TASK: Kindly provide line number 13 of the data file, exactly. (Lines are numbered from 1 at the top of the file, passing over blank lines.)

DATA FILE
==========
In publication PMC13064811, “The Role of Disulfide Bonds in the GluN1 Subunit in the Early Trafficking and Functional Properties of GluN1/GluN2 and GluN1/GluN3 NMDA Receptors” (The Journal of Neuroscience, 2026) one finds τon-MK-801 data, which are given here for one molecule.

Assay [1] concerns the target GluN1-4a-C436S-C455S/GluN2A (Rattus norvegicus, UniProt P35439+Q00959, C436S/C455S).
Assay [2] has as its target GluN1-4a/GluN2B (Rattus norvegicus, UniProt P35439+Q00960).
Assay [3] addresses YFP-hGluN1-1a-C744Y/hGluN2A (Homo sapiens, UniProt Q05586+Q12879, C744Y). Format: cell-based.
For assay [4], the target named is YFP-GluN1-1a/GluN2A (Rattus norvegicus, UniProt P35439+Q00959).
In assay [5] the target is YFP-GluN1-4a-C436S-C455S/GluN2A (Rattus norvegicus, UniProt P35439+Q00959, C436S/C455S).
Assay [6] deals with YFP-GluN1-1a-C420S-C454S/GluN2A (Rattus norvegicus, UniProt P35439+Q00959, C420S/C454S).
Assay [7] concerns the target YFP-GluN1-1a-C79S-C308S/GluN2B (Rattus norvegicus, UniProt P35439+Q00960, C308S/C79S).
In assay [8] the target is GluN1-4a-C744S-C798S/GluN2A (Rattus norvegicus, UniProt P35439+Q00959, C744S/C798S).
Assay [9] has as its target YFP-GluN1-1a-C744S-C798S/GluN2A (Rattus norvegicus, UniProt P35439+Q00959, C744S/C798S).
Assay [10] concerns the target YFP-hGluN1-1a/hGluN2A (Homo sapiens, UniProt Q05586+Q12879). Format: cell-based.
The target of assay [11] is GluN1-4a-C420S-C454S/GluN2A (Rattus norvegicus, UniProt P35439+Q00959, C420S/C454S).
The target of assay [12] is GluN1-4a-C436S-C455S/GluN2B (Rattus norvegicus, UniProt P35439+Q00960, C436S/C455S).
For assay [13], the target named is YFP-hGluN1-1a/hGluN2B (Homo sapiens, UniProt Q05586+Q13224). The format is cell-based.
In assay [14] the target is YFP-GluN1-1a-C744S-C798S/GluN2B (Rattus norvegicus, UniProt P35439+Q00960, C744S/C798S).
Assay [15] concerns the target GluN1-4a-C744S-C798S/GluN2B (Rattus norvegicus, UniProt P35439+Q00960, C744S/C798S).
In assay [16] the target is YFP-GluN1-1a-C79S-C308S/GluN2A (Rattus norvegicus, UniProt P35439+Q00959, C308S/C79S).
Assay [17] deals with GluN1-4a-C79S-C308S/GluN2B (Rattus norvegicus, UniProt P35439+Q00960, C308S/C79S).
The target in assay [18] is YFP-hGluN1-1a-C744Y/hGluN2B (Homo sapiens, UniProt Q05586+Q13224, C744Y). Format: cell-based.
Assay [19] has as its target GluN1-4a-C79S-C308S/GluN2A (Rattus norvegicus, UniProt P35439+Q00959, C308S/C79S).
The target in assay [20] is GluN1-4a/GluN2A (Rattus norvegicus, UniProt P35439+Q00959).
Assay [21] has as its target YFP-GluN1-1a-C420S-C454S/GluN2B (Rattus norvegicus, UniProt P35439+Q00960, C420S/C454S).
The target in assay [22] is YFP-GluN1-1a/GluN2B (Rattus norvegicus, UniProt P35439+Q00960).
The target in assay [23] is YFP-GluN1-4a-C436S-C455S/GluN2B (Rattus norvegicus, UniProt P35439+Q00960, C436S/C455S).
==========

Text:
The target of assay [12] is GluN1-4a-C436S-C455S/GluN2B (Rattus norvegicus, UniProt P35439+Q00960, C436S/C455S).